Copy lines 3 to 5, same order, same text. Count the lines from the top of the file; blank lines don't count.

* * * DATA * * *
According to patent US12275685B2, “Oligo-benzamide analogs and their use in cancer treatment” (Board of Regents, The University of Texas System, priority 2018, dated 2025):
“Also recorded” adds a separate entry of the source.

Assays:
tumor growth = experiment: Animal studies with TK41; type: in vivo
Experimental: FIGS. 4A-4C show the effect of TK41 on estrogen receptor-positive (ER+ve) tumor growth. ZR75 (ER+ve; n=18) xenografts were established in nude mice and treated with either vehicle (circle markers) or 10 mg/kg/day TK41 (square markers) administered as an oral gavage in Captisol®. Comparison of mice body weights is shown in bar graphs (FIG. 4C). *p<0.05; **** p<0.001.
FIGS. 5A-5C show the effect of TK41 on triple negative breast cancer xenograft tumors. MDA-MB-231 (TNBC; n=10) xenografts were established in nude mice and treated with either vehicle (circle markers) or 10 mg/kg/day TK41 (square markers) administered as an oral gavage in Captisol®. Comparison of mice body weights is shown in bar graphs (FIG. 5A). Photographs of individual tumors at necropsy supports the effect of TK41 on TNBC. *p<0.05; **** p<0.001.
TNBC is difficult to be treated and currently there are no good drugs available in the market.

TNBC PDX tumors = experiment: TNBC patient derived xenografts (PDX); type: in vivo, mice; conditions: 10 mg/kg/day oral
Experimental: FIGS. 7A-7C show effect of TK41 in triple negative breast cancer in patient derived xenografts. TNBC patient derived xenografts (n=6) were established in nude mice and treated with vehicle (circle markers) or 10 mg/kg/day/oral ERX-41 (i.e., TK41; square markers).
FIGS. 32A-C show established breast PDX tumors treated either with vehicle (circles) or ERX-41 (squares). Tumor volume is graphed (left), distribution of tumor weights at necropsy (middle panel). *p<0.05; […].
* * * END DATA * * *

Assays:
tumor growth = experiment: Animal studies with TK41; type: in vivo
Experimental: FIGS. 4A-4C show the effect of TK41 on estrogen receptor-positive (ER+ve) tumor growth. ZR75 (ER+ve; n=18) xenografts were established in nude mice and treated with either vehicle (circle markers) or 10 mg/kg/day TK41 (square markers) administered as an oral gavage in Captisol®. Comparison of mice body weights is shown in bar graphs (FIG. 4C). *p<0.05; **** p<0.001.